In 1970, Norman started a record label called One Way Records, where he released two of his albums and Randy Stonehill’s first album. Norman went to England in 1971, where he lived for many years. While in England, he recorded two albums, Only Visiting This Planet and So Long Ago the Garden. Only Visiting This Planet has been ranked as one of Norman’s best albums, meant to reach flower children disillusioned by the Church and government. On the other hand, in November 1973, So Long Ago the Garden was met with controversy by the Christian press because the album’s cover art and some songs gave Norman the persona of a backslider.
In 1974, Norman created Solid Rock Records to produce Christian records, producing music for artists like Randy Stonehill, Tom Howard, and Mark Heard. Norman released his best-selling album In Another Land in 1976. However, tragedy would enter Norman’s life in 1978; Norman was injured in a plane landing at LAX, claiming to have suffered mild brain damage due to being hit by parts of the cabin’s roof. He would struggle to focus artistically because of this damage.
Throughout his career, Norman strained relationships with the wider Christian Church and the Christian music industry. His music addressed many topics like the occult, free love, and religious hypocrisy that were outside the scope of his colleagues. In September 2007, he wrote, “I love God, and I follow Jesus, but I just don’t have much affinity for the organized folderol of the churches in the Western World.”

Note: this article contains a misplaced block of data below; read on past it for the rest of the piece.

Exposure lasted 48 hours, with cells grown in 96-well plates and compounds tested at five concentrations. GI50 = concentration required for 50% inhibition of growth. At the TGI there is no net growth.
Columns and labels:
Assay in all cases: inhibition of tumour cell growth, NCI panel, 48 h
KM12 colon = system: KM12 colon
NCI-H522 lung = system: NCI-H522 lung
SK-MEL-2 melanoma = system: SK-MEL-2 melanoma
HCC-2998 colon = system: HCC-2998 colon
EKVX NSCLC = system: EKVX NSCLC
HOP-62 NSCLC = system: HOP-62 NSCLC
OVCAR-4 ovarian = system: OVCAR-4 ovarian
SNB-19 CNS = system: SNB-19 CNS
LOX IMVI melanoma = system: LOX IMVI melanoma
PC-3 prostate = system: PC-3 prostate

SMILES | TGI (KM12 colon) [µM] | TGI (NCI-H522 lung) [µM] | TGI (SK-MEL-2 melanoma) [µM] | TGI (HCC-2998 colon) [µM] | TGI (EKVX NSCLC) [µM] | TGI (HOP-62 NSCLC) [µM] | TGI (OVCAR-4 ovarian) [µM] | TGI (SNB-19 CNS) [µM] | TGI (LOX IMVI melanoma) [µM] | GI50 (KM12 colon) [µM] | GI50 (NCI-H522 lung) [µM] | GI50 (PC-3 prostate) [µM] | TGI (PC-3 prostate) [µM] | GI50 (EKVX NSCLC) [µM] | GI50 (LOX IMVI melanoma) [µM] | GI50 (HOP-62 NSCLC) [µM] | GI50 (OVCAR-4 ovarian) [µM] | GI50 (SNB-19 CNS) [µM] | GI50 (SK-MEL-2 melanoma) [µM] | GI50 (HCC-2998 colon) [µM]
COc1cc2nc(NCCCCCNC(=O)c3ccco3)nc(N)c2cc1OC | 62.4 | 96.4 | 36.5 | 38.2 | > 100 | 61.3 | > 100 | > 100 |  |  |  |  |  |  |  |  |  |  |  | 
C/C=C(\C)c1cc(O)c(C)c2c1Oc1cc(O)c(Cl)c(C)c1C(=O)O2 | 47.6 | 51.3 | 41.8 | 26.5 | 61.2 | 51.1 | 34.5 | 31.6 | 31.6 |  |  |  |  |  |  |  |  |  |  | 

Norman’s Musical Influence
There’s no doubt that Larry Norman influenced music outside of Christian rock. In 2008, John J. Thompson, a Christian rock historian, said, “It is certainly no overstatement to say that Larry Norman is to Christian music what John Lennon is to rock & roll or Bob Dylan is to folk music.” Thompson also gave Norman credit for his impact on the genre as a producer, musician, and businessman.
Norman is also said to have influenced numerous emerging alternative and punk rock artists. Documentarian Larry Di Sabatino said Larry Norman was an early influence on the band U2. In 2002, when Bono met with a summit of Nashville Christian musicians to gain support for an African aid campaign, he asked to see Norman specifically. More than 300 artists have covered Norman’s songs.
Norman suffered a nine-hour heart attack in February 1992 that left him with permanent damage. He would suffer from frequent hospitalizations in the years later. By 1995, Norman was hospitalized 13 times and had a defibrillator implanted, allowing him to perform occasional small concerts. After a long-lasting illness, Norman died at 60 years old on February 24, 2008, at his home in Salem, Oregon. After a public memorial at the Church on the Hill in Turner, Oregon, Norman was buried in Salem at the City View Cemetery. His tombstone says, “Larry Norman/Evangelist Without Portfolio/1947-2008/Bloodstained Israelite.” Larry Norman was a man who used God’s gospel to uplift the masses and spread God’s love.